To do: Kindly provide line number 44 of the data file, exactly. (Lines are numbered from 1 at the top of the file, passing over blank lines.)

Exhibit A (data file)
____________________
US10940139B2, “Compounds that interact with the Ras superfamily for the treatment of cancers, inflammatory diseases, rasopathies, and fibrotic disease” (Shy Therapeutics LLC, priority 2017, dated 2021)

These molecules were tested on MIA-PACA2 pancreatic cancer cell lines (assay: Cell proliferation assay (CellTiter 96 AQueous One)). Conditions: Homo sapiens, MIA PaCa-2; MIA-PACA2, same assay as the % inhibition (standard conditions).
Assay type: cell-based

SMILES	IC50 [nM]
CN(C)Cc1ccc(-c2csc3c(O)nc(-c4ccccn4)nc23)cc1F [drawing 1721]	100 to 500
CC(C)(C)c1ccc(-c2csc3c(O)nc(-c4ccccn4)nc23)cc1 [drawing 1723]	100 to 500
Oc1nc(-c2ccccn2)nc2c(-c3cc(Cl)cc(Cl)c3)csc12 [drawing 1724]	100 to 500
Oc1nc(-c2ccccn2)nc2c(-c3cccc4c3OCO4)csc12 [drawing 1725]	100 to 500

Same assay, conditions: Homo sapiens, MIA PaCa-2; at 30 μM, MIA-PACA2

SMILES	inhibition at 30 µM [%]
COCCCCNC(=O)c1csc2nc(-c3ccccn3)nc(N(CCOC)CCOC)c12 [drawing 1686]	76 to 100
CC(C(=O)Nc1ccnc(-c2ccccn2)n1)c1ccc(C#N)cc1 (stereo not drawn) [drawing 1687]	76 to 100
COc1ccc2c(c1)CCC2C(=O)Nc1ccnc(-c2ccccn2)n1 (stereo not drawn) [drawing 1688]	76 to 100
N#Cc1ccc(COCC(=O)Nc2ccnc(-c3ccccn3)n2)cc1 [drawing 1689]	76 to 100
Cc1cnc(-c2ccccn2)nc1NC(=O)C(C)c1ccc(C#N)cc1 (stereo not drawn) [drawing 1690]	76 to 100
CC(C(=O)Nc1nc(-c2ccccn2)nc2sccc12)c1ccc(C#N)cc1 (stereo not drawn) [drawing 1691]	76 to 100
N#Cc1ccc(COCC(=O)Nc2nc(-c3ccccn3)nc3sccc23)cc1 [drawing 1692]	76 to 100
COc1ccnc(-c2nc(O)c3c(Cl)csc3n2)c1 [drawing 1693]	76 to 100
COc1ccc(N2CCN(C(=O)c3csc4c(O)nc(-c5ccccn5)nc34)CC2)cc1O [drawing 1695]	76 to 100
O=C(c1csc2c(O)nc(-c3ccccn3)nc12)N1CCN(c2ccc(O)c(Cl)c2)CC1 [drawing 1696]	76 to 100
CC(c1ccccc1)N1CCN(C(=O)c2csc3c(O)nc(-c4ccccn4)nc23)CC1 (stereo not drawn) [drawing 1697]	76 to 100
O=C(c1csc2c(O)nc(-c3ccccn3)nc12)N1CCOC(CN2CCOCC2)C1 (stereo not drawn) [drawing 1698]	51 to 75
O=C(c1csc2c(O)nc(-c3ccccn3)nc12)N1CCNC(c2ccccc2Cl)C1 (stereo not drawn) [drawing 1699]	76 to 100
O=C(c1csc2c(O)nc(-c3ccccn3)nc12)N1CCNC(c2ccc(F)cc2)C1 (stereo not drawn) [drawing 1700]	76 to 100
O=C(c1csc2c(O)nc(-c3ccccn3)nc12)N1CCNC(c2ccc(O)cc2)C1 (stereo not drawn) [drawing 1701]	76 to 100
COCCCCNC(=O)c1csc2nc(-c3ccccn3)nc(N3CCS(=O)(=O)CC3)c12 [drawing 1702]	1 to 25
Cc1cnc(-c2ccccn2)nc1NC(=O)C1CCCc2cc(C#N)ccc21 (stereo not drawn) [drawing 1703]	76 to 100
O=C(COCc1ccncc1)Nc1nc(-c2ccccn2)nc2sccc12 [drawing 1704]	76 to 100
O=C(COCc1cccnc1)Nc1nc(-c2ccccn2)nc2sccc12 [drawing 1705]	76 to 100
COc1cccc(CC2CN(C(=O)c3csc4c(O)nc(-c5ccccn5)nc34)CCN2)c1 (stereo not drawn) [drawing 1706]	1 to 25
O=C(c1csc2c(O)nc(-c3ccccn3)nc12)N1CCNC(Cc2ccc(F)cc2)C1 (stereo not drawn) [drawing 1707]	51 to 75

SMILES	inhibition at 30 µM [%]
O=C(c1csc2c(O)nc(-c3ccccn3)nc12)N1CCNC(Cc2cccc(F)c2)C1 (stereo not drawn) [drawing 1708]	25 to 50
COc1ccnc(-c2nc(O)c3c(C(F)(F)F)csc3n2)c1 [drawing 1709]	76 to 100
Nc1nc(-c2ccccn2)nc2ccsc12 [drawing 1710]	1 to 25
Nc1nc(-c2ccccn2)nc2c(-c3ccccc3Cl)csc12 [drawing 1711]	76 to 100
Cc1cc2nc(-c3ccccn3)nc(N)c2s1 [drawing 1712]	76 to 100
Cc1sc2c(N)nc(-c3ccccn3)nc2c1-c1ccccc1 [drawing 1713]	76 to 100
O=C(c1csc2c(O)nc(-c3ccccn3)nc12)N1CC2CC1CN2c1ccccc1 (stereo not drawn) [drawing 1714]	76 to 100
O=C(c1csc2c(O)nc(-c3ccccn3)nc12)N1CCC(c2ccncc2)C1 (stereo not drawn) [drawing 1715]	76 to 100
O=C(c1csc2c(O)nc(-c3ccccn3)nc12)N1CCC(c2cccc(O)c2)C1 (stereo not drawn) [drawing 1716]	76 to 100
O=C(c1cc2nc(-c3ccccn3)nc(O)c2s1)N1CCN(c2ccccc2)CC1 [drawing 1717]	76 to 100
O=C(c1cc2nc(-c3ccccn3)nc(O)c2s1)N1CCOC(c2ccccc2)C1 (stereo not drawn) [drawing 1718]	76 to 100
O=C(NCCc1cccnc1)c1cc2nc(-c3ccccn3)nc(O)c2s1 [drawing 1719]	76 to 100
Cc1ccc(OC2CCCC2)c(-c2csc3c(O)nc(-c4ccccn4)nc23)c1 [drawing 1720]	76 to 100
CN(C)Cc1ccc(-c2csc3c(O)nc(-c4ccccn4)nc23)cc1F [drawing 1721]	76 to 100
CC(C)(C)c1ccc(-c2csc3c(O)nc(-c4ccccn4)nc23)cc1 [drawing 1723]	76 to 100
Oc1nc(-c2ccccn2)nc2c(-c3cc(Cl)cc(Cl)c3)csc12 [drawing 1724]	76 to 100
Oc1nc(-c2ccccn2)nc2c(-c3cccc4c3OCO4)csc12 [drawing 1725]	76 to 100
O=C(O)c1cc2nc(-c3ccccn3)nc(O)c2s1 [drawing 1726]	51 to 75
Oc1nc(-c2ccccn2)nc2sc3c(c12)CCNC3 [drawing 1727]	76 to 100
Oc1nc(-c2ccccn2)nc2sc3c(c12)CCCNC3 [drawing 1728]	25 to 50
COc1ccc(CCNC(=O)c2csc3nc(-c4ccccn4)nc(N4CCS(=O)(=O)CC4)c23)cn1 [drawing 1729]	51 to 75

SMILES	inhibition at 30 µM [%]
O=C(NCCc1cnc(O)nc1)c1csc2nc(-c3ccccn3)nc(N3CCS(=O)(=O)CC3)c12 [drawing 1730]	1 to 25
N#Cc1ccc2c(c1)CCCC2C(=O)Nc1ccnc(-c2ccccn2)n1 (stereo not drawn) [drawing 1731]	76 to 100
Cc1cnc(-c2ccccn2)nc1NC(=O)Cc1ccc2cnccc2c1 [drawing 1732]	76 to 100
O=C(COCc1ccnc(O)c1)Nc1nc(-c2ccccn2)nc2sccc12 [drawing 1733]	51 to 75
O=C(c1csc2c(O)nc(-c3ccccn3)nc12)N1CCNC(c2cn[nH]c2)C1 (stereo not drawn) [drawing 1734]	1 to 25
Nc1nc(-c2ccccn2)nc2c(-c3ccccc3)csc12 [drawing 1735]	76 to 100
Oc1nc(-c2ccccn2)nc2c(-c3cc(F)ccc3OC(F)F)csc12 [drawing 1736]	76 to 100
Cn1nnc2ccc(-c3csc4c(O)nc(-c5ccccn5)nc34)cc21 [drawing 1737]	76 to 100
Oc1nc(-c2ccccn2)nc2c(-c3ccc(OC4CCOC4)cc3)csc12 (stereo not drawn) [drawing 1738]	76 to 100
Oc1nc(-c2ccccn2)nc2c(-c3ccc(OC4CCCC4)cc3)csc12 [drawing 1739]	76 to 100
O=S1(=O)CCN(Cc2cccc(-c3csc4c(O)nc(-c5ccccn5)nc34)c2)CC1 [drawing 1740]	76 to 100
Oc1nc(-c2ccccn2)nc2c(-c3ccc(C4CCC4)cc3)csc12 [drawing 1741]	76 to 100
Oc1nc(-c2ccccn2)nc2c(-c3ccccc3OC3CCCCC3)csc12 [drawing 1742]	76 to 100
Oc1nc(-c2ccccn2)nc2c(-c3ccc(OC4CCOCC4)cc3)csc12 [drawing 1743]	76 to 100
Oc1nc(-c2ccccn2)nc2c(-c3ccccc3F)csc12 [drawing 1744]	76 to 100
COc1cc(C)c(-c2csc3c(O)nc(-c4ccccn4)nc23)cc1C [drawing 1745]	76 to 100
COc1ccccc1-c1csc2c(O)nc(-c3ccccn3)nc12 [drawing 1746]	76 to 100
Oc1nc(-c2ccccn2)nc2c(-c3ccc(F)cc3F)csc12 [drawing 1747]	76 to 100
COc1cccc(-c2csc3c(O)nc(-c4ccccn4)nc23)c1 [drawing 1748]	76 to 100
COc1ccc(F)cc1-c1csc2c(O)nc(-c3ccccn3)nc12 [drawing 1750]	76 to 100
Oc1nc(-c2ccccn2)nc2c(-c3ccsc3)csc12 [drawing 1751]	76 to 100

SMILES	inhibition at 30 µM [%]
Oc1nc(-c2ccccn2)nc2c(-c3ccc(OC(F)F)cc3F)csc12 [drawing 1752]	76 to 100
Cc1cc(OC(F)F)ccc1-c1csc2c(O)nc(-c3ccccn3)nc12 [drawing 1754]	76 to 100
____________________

O=C(NCCc1cccnc1)c1cc2nc(-c3ccccn3)nc(O)c2s1 [drawing 1719]	76 to 100